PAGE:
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Rights abuses reported, thousands flee in Iraq

Shakir Waheib, a senior member of the al-Qaida-linked Islamic State of Iraq, on left, next to a burning police vehicle in Iraq's Anbar Province.
Shakir Waheib, a senior member of the al-Qaida-linked Islamic State of Iraq, on left, next to a burning police vehicle in Iraq’s Anbar Province.

Thousands of people fled the Anbar province of Iraq due to heavy fighting, says the UN.

The world body estimates that some 5,000 families have run to neighboring provinces.

“There is a critical humanitarian situation in Anbar province which is likely to worsen as operations continue,” said UN  Secretary-General Ban Ki-moon’s Special Representative Nickolay Mladenov.

Human Rights Watch also decried the violence, calling attention to the attacks on civilians. It accused both sides fighting of using ‘unlawful methods of fighting,’ causing damage to property and civilian deaths. The group urged the government of Iraq to protect its people while fighting back the problem of al-Qaeda.

“The government urgently needs to deal with the threat from al-Qaeda, but killing its own citizens unlawfully is not the way,” said Sarah Leah Whitson, Middle East and North Africa director. “Civilians have been caught in the middle in Anbar, and the government appears to be doing nothing to protect them.”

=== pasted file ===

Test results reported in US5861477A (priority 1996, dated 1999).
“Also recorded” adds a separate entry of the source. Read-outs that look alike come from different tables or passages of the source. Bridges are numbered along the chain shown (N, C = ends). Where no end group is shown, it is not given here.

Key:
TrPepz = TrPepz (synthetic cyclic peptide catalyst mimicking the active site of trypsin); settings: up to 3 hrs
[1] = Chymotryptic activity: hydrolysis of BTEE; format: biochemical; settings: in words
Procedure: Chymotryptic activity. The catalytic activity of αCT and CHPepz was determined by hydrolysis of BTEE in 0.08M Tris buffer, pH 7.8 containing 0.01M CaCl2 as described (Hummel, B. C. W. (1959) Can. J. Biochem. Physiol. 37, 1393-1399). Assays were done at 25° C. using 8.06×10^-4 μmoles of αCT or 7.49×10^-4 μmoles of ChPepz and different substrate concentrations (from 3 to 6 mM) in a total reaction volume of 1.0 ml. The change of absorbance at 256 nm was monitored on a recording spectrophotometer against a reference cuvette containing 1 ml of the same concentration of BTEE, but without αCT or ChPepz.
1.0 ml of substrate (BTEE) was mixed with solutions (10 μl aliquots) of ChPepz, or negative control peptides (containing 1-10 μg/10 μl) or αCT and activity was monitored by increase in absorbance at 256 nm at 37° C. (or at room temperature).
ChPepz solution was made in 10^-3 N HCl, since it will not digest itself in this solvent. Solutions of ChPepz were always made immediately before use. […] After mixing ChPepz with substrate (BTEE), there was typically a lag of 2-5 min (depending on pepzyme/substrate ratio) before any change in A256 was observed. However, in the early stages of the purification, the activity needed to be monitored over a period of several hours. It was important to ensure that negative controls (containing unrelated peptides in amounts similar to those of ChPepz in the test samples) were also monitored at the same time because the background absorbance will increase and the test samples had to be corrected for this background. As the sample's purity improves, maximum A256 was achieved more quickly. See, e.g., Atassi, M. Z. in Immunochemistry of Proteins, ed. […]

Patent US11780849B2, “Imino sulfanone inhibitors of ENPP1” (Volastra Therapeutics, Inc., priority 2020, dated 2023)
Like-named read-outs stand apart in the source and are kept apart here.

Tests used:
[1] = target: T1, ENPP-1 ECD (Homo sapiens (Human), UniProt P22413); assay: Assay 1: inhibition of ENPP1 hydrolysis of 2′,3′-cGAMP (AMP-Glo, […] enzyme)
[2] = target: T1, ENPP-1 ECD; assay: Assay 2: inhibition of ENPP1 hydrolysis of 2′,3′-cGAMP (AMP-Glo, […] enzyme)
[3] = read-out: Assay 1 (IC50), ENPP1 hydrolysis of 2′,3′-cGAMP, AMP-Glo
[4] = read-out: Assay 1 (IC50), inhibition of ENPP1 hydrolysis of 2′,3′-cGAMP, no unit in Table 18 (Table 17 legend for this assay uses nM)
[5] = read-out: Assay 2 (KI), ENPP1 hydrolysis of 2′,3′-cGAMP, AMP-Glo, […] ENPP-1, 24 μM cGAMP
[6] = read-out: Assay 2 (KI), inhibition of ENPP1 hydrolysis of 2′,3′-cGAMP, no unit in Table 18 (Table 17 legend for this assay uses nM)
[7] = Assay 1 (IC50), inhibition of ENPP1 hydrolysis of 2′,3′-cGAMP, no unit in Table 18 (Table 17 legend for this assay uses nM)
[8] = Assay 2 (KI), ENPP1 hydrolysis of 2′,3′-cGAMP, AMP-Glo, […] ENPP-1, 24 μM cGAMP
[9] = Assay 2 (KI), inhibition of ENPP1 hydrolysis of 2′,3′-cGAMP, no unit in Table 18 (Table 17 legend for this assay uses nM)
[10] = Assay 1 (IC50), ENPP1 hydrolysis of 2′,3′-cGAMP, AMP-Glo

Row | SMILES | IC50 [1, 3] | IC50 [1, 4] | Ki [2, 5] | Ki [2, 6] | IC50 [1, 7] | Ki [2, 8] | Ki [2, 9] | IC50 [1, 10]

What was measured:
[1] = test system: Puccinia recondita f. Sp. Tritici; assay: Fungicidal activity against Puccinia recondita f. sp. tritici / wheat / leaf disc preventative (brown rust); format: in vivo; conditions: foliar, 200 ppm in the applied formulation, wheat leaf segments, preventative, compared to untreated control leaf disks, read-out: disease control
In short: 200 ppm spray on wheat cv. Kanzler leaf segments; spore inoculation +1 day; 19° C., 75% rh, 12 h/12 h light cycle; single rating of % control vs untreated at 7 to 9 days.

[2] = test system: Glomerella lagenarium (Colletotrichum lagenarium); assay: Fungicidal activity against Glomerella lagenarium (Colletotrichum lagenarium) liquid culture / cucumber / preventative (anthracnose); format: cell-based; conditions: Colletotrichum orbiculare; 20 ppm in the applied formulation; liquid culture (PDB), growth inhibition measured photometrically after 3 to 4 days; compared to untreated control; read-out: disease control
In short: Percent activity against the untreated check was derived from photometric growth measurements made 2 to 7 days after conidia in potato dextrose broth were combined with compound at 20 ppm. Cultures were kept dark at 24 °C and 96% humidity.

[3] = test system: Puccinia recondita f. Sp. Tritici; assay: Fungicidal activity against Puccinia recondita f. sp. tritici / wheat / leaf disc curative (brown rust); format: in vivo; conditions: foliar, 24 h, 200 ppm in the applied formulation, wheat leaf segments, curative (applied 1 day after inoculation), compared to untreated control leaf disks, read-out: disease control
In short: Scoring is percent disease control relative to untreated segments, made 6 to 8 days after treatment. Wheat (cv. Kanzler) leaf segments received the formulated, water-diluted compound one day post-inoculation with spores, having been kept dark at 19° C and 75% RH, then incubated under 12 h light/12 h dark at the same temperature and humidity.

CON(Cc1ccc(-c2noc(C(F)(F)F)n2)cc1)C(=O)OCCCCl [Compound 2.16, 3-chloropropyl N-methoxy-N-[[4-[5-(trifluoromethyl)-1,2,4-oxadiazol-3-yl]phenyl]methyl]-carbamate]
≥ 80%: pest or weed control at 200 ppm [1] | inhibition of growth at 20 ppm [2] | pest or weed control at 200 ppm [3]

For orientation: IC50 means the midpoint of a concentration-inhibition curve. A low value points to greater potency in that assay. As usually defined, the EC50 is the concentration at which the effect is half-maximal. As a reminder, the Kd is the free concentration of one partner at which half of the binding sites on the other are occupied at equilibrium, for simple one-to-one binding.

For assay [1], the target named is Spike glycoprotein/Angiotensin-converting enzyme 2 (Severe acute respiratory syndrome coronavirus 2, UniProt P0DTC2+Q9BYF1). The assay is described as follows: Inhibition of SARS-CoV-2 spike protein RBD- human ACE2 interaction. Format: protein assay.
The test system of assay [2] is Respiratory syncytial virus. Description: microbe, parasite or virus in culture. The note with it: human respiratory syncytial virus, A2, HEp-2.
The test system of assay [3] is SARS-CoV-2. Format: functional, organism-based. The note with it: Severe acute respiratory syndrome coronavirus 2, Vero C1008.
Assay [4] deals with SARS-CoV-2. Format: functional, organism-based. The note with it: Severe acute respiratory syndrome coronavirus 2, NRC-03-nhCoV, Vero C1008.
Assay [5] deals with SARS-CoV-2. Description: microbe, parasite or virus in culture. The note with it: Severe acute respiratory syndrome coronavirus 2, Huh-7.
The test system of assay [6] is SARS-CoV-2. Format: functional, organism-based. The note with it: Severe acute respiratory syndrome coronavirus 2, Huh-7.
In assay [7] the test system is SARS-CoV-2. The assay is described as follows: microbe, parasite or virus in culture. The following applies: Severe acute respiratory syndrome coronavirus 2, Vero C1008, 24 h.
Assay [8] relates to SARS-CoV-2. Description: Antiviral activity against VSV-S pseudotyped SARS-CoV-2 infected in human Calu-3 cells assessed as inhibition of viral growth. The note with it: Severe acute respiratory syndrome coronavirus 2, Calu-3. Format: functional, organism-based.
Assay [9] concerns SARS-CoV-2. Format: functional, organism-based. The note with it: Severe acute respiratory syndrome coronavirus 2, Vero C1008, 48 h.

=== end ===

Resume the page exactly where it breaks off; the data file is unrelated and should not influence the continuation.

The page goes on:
The ten days of fighting in Anbar have resulted in more than 250 casualties. The Iraqi government has little control over the region, relying on tribal allies to fight back the al-Qaeda linked Islamic State (ISIL) of Iraq and the Levant and other anti-government tribes.

ISIL has made some of the largest gains in years by taking over Fallujah and Ramadi thanks to its ties in Syria.

“ISIL has been able to leverage its networks and capabilities in Iraq to become a strong presence in Syria, and has used its presence in Syria to leverage its position in Iraq,” said Daniel Byman, a senior fellow at the Brookings Institution’s Saban Center for Middle East Policy, to AFP.

The UN is responding by proving humanitarian relief, alongside the Iraqi Red Crescent. They say the fighting is hampering relief work.

“The UN agencies are working to identify the needs of the population and prepare medical supplies, food and non-food items for distribution if safe passage can be ensured. This remains a primary challenge,” said Mladenov.


About Author

Tom Murphy

Tom Murphy is a New Hampshire-based reporter for Humanosphere. Before joining Humanosphere, Tom founded and edited the aid blog A View From the Cave. His work has appeared in Foreign Policy, the Huffington Post, the Guardian, GlobalPost and Christian Science Monitor. He tweets at @viewfromthecave. Contact him at tmurphy[at]